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No matter the season, the sparkle and feel of ice is mesmerizing. In winter, ice steals the show. In summer, ice offers a welcome reprieve from the heat and a constant lesson in the states of matter.
At Tinkergarten, frozen treasures are one of our favorite ways to harness the beauty of frozen water. They are super simple to make, pique curiosity, stimulate kids’ senses, and even offer relief from the summer heat. What are they? To us adults, frozen treasures are pieces of ice, formed in containers of various shapes and sizes. To kids, they are pure magic. And once made, the possibilities for play are endless!
Make frozen treasures
Invite kids to use their senses to explore the frozen treasures. Wrap the cubes in a cloth or thin sock. Where can you put the ice cube that keeps you coolest? (Tip: Putting ice on pulse points, like behind knees and on wrists is extra cooling).
Give them space to play, and your children will come up with their own ideas about how to play with these sparkling jewels. Or, try out some of these Tinkergarten favorites:
Frozen treasure hunt: Hide the treasures in your outdoor space and welcome kids to find them. They don’t have to be very hard to find, but don’t place them in plain sight, either -- behind a tree or under a bush works. You could also hide tools for your children to find, such as a magnifying glass, small containers of rock or table salt, or wooden spoons.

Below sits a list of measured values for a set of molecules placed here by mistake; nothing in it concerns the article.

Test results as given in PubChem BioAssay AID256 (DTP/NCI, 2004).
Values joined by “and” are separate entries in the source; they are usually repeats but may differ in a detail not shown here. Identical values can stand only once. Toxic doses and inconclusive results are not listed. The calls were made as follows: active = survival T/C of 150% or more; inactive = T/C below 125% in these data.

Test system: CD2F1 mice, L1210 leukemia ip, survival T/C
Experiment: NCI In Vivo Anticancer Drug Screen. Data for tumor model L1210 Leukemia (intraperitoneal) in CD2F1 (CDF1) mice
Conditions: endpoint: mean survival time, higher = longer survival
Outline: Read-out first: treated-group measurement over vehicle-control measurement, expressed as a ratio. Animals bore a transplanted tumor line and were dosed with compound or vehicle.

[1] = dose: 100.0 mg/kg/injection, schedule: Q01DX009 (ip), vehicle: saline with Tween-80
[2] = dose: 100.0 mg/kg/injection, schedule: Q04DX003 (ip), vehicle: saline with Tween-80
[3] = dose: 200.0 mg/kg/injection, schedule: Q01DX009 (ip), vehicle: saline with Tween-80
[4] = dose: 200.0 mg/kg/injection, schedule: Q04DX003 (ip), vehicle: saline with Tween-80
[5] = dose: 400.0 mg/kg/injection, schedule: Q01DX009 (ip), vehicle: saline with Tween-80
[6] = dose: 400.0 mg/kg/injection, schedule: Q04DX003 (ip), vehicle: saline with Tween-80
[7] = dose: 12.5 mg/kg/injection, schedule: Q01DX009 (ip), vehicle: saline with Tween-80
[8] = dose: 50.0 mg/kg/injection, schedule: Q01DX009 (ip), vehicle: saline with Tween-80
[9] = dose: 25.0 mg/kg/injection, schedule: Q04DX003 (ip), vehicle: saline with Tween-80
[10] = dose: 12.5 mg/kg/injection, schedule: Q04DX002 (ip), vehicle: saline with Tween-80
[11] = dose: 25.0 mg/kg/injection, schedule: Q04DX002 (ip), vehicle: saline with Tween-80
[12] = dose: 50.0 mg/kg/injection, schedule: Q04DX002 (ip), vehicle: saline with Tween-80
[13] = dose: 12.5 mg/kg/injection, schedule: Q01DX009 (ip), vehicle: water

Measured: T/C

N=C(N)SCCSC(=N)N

Free from the freeze: Offer warm water, salt, sticks or mallets and welcome kids to use their problem solving skills to free the trapped treasures from the ice.
Ice painting: Add a few drops of food coloring or liquid watercolors to water and insert sticks before freezing and you’ve got some frozen paint sticks! Offer paper or an old bed sheet for an icy cold painting experience.
Go fishing: Freeze one end of a piece of twine into the ice treasures. Once frozen, tie the other end to a stick and you have a fishing pole complete with cool fish.
Frozen treasures offer the perfect exercise for children's developing senses. Plus, they encourage the kind of tinkering that builds curiosity and leads to independent experimentation. Practice with this kind of self-directed discovery early on builds habits that help kids become self-motivated and persistent learners later on. Plus, the intrigue and beauty of frozen treasures lend themselves easily to imaginary play.